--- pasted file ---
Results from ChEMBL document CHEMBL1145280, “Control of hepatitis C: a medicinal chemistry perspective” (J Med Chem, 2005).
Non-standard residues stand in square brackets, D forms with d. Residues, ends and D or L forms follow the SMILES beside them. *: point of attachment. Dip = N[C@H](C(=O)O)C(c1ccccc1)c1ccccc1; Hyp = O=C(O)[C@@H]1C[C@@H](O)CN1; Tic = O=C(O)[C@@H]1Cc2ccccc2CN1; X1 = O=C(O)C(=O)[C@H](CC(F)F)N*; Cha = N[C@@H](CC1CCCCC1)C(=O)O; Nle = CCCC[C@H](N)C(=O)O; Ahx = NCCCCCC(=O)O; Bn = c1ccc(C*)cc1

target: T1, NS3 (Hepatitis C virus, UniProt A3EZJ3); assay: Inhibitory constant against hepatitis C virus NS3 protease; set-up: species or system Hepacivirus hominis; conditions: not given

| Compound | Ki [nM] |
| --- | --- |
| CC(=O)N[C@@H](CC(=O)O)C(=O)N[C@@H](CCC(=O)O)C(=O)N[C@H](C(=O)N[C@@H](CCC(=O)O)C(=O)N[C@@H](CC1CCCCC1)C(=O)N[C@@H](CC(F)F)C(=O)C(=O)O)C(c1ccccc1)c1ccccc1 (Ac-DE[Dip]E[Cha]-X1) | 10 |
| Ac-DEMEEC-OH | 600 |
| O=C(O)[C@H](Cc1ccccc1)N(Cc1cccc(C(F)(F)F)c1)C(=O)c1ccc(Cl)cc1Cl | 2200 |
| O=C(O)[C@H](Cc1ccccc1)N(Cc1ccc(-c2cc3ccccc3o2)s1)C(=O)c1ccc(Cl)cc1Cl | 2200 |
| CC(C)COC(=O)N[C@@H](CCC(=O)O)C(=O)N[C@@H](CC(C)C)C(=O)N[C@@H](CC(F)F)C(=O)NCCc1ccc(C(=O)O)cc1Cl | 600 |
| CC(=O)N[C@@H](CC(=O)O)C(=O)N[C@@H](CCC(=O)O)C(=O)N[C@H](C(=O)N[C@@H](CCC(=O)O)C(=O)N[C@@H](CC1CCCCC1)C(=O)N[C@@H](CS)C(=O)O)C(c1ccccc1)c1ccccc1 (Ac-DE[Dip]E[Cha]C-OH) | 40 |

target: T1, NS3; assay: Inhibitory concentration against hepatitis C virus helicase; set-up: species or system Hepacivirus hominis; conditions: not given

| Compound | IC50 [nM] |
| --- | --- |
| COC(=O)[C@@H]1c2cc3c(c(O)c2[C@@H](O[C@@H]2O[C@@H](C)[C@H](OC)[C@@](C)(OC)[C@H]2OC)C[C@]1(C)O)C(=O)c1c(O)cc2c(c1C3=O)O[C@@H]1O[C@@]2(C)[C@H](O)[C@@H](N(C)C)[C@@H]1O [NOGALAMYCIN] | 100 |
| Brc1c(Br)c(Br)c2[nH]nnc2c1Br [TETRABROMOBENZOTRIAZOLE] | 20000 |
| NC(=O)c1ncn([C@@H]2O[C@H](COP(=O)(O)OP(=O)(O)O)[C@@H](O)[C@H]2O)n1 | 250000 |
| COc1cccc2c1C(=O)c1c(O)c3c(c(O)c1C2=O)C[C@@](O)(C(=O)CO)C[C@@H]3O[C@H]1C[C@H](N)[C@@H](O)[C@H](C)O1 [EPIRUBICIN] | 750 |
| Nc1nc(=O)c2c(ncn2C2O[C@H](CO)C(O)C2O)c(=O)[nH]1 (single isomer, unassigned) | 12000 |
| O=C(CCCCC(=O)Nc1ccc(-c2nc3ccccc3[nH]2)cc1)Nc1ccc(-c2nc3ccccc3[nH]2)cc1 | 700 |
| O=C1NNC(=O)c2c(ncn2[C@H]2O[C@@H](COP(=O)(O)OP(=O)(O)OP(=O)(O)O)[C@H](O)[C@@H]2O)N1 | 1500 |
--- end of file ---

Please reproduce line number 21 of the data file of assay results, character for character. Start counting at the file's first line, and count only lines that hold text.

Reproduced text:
| O=C1NNC(=O)c2c(ncn2[C@H]2O[C@@H](COP(=O)(O)OP(=O)(O)OP(=O)(O)O)[C@H](O)[C@@H]2O)N1 | 1500 |